Your safety and enjoyment is our priority and weather plays a very important role in that. We use several forecasts to predict likely sea conditions and to therefore decide if we can proceed with a trip. If we decide that a trip cannot go ahead, we will communicate this with you ASAP offering you several options including rebooking or refunds.

Weather conditions we look for



Directly influences waves/swell. Wind direction as well as wind strength are equally important. South-westerly winds often bring calm seas and warmer weather. North easterly winds tend to bring colder and rougher weather.


We get two high and two low tides a day. With the rise and fall of the tides, water flows in different directions. This all has an impact on likely sea conditions. The tidal level also impacts other factors, such as the amount of exposed sandbanks or clearance under the bridges at the harbour. (Image Joshua Freemantle)


Influenced by wind speed, direction, duration and fetch. Calm (0-1) and smooth (2) seas make for fast and crisp cruising. Slight (3) and moderate (4) seas make for exciting wet trips whilst rough (5+) seas often become too uncomfortable for our passengers.


Rain is often unpleasant but has very little impact on the running of our trips! Any risk of storms however can significantly impact the safety of the trip, and we have to take any storm warnings very seriously due to lightning strike risks.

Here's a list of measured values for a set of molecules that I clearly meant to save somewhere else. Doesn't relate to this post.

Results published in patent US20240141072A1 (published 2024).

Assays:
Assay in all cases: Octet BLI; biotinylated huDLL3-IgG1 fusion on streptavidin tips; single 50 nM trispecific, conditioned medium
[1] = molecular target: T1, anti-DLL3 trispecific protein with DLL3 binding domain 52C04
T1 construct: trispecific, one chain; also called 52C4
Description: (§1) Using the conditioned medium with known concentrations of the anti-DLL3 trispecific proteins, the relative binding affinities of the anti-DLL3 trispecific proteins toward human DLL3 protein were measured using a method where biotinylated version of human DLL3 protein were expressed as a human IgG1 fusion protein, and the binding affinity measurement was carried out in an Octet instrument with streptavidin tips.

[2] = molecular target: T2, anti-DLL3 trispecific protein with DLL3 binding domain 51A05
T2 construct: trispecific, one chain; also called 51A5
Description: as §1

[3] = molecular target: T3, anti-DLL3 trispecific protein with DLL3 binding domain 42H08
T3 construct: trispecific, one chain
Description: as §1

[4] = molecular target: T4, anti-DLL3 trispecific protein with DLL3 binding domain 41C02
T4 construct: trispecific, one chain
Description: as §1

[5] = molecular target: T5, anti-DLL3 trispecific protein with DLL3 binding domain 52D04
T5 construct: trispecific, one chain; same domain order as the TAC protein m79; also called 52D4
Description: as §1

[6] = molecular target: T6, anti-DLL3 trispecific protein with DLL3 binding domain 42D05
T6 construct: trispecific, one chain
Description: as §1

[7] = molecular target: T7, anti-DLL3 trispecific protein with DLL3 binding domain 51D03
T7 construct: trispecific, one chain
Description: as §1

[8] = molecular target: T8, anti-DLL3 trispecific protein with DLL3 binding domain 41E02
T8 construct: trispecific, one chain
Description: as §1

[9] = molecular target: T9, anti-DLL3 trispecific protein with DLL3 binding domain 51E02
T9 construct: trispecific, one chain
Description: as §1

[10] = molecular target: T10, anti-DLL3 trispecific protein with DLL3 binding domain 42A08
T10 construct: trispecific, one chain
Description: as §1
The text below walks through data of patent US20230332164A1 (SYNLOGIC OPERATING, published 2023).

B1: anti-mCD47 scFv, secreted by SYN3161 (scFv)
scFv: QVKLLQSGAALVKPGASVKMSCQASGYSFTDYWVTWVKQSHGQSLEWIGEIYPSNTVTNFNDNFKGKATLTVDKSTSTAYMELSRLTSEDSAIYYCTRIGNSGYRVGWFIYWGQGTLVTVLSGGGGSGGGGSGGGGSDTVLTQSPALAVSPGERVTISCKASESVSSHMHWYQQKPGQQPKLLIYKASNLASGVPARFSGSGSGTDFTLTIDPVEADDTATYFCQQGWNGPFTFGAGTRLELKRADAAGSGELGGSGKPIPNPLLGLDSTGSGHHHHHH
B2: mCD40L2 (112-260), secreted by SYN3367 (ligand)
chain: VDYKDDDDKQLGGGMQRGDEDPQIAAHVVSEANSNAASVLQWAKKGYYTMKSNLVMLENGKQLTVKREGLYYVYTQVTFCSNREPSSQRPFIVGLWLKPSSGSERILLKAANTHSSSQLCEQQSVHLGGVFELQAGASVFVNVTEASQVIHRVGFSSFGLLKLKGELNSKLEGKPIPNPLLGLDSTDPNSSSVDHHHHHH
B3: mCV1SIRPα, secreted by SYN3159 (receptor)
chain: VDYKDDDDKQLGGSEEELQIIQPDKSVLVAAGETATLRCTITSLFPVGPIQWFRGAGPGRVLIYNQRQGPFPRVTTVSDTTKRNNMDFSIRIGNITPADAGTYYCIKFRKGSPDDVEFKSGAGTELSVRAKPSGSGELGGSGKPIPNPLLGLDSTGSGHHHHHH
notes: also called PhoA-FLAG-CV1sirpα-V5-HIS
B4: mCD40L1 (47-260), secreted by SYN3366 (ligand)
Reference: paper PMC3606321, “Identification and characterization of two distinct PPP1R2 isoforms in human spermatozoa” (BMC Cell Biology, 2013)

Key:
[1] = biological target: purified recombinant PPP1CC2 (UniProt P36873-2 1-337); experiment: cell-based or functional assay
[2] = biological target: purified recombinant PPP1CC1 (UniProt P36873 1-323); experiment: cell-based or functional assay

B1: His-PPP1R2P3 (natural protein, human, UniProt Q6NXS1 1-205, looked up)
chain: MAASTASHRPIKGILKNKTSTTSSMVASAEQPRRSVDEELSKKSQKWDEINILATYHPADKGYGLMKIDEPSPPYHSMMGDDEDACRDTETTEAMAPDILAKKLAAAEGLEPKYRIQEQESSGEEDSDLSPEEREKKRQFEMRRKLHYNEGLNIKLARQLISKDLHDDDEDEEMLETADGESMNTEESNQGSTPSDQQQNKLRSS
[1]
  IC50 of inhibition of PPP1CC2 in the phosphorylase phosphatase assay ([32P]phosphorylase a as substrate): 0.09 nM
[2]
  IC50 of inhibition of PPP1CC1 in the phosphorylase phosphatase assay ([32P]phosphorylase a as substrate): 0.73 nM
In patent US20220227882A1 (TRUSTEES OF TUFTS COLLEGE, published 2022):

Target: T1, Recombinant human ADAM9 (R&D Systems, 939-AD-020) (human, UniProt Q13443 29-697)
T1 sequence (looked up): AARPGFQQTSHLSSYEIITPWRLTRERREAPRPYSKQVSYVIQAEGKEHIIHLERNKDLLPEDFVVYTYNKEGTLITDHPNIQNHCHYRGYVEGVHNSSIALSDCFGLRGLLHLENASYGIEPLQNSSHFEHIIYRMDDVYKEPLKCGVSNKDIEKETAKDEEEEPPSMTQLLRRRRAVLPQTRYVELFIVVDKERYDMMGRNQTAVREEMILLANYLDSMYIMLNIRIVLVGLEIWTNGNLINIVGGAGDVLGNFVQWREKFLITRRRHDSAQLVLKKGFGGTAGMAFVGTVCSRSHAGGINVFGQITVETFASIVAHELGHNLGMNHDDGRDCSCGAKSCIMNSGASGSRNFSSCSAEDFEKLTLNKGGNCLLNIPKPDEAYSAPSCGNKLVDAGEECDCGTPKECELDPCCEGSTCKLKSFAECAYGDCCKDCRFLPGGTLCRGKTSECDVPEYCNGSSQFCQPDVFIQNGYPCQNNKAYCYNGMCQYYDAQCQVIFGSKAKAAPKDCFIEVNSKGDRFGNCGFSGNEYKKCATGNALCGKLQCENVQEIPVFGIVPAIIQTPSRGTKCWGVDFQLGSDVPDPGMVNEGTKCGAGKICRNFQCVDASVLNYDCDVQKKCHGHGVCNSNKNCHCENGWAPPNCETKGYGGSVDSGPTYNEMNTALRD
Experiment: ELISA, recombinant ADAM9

Specific Forecasts

Windfinder – we use this to check a few days ahead and keep an eye on wave height, wind direction and wind speed. Additionally, the direction of the waves is important to us. We ideally want wave heights of less than 1.5 metres, this being impacted by different wind directions and speeds.

CEFAS WaveNet – we use the data from the Lowestoft WaveRider Buoy to see a better prediction of wave heights over the next few days. We ideally want wave heights of less than 1.5 metres.

Met Office Inshore Waters – We check and log this forecast on the day of a trip, in addition, we’re looking for a sea state of smooth or moderate and a windspeed of ideally F4 or below.


Tides are also important to us in determining likely sea states, the direction and strength as they can all have a big impact. It is also important so we know if we have enough clearance to transit under the Bascule Bridge. If running seal watching trips, we also want to know so we can time to arrive at low water so that sand bank is fully exposed.

UK Hydrographic Office – Tidal predictions from the UK Hydrographic Office through Admiralty Maritime Data Solutions.

BBC Tide Times – easy to use website with information supplied from the UK Hydrographic Office.

National Tidal and Sea Level Facility – this is a great site to see how actual tides compare to predicted tides (wind direction, wind speed, air pressure etc all have a big impact)